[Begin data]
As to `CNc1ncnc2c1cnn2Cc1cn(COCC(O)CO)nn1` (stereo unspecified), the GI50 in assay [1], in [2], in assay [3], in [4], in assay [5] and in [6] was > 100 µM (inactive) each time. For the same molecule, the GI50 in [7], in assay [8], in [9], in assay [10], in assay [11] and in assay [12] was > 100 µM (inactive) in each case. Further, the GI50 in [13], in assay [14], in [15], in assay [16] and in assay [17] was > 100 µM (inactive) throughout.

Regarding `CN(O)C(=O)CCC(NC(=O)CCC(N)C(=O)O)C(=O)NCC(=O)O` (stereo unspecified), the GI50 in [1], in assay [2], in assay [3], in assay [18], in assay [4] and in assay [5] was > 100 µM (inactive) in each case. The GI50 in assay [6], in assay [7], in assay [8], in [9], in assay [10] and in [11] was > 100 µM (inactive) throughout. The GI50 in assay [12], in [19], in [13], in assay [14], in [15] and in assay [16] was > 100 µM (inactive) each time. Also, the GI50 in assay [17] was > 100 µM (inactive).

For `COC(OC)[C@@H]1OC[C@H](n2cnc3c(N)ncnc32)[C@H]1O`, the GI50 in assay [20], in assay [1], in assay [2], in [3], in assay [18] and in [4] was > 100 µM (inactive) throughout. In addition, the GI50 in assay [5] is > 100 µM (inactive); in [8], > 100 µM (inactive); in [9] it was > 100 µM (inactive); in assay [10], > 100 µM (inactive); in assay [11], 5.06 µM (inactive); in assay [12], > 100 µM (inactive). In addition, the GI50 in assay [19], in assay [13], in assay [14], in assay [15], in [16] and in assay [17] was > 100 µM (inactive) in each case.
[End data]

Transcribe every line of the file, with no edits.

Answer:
As to `CNc1ncnc2c1cnn2Cc1cn(COCC(O)CO)nn1` (stereo unspecified), the GI50 in assay [1], in [2], in assay [3], in [4], in assay [5] and in [6] was > 100 µM (inactive) each time. For the same molecule, the GI50 in [7], in assay [8], in [9], in assay [10], in assay [11] and in assay [12] was > 100 µM (inactive) in each case. Further, the GI50 in [13], in assay [14], in [15], in assay [16] and in assay [17] was > 100 µM (inactive) throughout.

Regarding `CN(O)C(=O)CCC(NC(=O)CCC(N)C(=O)O)C(=O)NCC(=O)O` (stereo unspecified), the GI50 in [1], in assay [2], in assay [3], in assay [18], in assay [4] and in assay [5] was > 100 µM (inactive) in each case. The GI50 in assay [6], in assay [7], in assay [8], in [9], in assay [10] and in [11] was > 100 µM (inactive) throughout. The GI50 in assay [12], in [19], in [13], in assay [14], in [15] and in assay [16] was > 100 µM (inactive) each time. Also, the GI50 in assay [17] was > 100 µM (inactive).

For `COC(OC)[C@@H]1OC[C@H](n2cnc3c(N)ncnc32)[C@H]1O`, the GI50 in assay [20], in assay [1], in assay [2], in [3], in assay [18] and in [4] was > 100 µM (inactive) throughout. In addition, the GI50 in assay [5] is > 100 µM (inactive); in [8], > 100 µM (inactive); in [9] it was > 100 µM (inactive); in assay [10], > 100 µM (inactive); in assay [11], 5.06 µM (inactive); in assay [12], > 100 µM (inactive). In addition, the GI50 in assay [19], in assay [13], in assay [14], in assay [15], in [16] and in assay [17] was > 100 µM (inactive) in each case.